The Meaning of 2 Timothy 2:22 Explained

2 Timothy 2:22

KJV: Flee also youthful lusts: but follow righteousness, faith, charity, peace, with them that call on the Lord out of a pure heart.

YLT: and the youthful lusts flee thou, and pursue righteousness, faith, love, peace, with those calling upon the Lord out of a pure heart;

Darby: But youthful lusts flee, and pursue righteousness, faith, love, peace, with those that call upon the Lord out of a pure heart.

ASV: But flee youthful lusts, and follow after righteousness, faith, love, peace, with them that call on the Lord out of a pure heart.

What does 2 Timothy 2:22 Mean?

Study Notes

"Righteousness" here, and in the passages having marginal references to this, means the righteous life which is the result of salvation through Christ. The righteous man under law became righteous by doing righteously; under grace he does righteously because he has been made righteous Romans 3:22 .
(See Scofield " Romans 10:3 ")

Verse Meaning

Paul urged Timothy to run away from the attractive desires that appeal especially to the young. In view of the context he was probably thinking of the desire to argue, to develop a unique theology, to make a reputation for oneself by being doctrinally innovative, and the like. All of these are desires that the individuals Paul warned Timothy to avoid indulged. Nevertheless "youthful lusts" is certainly a broad enough term to include sexual passions as well (cf. Genesis 39:12). [1] In contrast, Timothy should run toward the goals of right behavior, faith in God, love for all people, and peace with his fellow committed brethren. Other Pauline virtue lists with more than three items are in 2 Timothy 3:10; 2 Corinthians 6:6-7; Galatians 5:22-23; and Colossians 3:12-15.
"V:22 does not simply reiterate what precedes it but gives, rather, a wider perspective on what true sanctification means. It is added to forestall the false impression that avoiding fellowship with false teachers, essential as that Isaiah , is all there is to sanctification." [2]

Context Summary

2 Timothy 2:19-26 - "a Vessel Unto Honor"
Two men had been named whose teachings had overthrown the faith of some; but in contradistinction to this lamentable defection, Paul turns with thankfulness to the firm foundations of faith on which the Church is built. They stand firm, because they rest on incontestable facts, and are authenticated by the Christian experience of centuries. Medallion inscriptions were often placed on foundation stones. Here are two affixed to those of the Church-one between God and the believer, the other between the believer and the world. What a privilege to be known by God! What a responsibility to work worthily of Him before men!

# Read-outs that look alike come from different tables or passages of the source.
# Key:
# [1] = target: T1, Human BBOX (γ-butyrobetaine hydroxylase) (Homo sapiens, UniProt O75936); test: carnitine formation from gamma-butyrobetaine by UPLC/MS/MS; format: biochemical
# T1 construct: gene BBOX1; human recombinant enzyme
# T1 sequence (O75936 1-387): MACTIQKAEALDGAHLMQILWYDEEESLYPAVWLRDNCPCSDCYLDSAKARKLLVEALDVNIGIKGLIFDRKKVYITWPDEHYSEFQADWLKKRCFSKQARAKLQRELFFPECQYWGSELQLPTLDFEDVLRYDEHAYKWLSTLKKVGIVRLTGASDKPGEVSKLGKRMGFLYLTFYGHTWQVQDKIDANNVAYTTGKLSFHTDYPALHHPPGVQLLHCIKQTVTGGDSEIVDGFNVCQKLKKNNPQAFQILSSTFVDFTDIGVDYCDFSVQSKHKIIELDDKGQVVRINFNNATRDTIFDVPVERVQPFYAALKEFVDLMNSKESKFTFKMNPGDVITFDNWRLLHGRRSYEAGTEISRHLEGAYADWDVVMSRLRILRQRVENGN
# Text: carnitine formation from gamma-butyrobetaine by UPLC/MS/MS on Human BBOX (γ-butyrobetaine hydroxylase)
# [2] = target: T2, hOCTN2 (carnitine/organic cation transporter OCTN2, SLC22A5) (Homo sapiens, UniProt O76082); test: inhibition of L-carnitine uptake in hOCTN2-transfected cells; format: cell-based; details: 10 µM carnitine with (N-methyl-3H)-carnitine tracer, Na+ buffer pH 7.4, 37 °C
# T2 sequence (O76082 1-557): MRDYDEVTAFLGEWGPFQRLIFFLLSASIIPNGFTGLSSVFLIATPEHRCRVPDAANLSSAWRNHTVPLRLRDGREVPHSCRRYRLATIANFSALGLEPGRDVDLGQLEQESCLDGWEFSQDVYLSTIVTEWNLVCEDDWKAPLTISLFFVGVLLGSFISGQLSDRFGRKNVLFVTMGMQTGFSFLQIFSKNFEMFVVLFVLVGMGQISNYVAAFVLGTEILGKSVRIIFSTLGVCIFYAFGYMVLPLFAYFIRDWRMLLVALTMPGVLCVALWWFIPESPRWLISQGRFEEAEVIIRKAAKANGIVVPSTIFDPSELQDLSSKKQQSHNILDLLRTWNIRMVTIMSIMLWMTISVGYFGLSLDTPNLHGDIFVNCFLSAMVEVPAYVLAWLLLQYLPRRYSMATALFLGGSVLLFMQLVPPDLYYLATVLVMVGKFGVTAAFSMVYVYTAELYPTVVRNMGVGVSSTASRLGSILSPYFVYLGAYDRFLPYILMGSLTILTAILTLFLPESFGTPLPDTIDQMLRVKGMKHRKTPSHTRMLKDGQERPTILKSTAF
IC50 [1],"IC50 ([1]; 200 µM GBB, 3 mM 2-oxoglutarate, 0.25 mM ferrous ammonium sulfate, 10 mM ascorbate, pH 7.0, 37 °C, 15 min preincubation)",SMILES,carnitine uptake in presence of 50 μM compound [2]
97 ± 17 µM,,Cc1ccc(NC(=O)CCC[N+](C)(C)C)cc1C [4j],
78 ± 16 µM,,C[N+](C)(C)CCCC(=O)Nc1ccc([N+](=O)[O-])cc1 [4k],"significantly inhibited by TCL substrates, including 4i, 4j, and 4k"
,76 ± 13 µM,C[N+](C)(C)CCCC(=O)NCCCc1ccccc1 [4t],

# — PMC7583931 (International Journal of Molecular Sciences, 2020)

From the house the Apostle proceeds to the vessels within. Each of us stands on one of those four shelves. But those to be honored and which are most often in the Master's hands are not necessarily the gold vessels, but the clean ones, of whatever material. Cleanliness counts more with God than cleverness. Do not be anxious about your service; be ready for the Master to use you. Lie like a silver cup in the trough of the fountain, 2 Timothy 2:25. Repentance is God's gift, but there is a peradventure in it. Men are drunk with the world's drugs; they need to be recovered. Notice that we may rescue for God men whom the devil has entrapped. [source]

Chapter Summary: 2 Timothy 2

1  Timothy is exhorted again to constancy and perseverance
17  Of Hymenaeus and Philetus
19  The foundation of the Lord is sure
22  He is taught whereof to beware, and what to follow after

Greek Commentary for 2 Timothy 2:22

Youthful [νεωτερικας]
Literary Koiné{[28928]}š word (Polybius, Josephus), only here in N.T. There are lusts peculiar to flaming youth. [source]
Flee [πευγε]
Present active imperative of πευγω — pheugō old and common verb. In this sense see note on 1 Corinthians 6:18. Follow after (διωκε — diōke). Present active imperative of διωκω — diōkō as if in a chase for which sense see note on 1 Thessalonians 5:15. Steady pursuit of these virtues like those in Galatians 5:22. Call on the Lord See note on 1 Corinthians 1:2; Romans 10:12-14. [source]
Follow after [διωκε]
Present active imperative of διωκω — diōkō as if in a chase for which sense see note on 1 Thessalonians 5:15. Steady pursuit of these virtues like those in Galatians 5:22. [source]
Call on the Lord [επικαλουμενον τον κυριον]
See note on 1 Corinthians 1:2; Romans 10:12-14. [source]
Youthful lusts [νεωτερικὰς ἐπιθυμίας]
Νεωτερικὸς youthfulN.T.oFor ἐπιθυμία desirelust, see on Mark 4:19; see on 1 Thessalonians 4:5. Such counsel from Paul to Timothy seems strange. [source]
Follow [δίωκε]
Pursue. Stronger than follow. A favorite word with Paul to denote the pursuit of moral and spiritual ends. See Romans 9:30, Romans 9:31; Romans 12:13; 1 Corinthians 14:1; Philemon 3:12. [source]
Peace [εἰρήνην]
Not a distinct virtue in the list, but a consequence of the pursuit of the virtues enumerated. Const. with with them that call, etc. For peace with διώκειν pursuesee Romans 14:19; Hebrews 12:14, and Psalm 34:14, cit. 1 Peter 3:11. [source]
Call on the Lord [ἐπικαλουμένων τὸν κύριον]